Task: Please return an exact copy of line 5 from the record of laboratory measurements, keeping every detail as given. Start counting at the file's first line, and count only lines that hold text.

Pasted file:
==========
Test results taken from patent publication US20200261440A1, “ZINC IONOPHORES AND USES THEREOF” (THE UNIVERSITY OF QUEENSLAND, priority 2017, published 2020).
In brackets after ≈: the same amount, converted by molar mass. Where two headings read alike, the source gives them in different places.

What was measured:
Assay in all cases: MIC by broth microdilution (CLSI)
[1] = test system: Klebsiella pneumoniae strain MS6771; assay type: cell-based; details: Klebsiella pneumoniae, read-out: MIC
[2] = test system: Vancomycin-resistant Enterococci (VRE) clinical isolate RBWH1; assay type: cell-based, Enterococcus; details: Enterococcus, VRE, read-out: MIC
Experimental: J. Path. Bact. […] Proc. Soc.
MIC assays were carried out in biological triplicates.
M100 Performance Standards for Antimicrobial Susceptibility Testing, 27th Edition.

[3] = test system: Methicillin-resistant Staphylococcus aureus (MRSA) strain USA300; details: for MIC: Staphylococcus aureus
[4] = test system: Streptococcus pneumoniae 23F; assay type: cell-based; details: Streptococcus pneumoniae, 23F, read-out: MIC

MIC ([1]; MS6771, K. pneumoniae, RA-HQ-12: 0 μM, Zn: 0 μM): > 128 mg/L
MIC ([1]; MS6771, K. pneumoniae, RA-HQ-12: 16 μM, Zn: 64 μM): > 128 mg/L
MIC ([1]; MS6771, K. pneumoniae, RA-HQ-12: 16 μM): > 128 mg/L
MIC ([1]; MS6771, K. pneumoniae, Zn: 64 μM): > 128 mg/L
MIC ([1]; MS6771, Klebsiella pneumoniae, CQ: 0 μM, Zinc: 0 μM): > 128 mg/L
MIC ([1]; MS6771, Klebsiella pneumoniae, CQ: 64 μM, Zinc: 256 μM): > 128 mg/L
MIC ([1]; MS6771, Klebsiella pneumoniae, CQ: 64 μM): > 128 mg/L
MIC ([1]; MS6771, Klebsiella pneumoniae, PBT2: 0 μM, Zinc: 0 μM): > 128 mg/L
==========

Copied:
[1] = test system: Klebsiella pneumoniae strain MS6771; assay type: cell-based; details: Klebsiella pneumoniae, read-out: MIC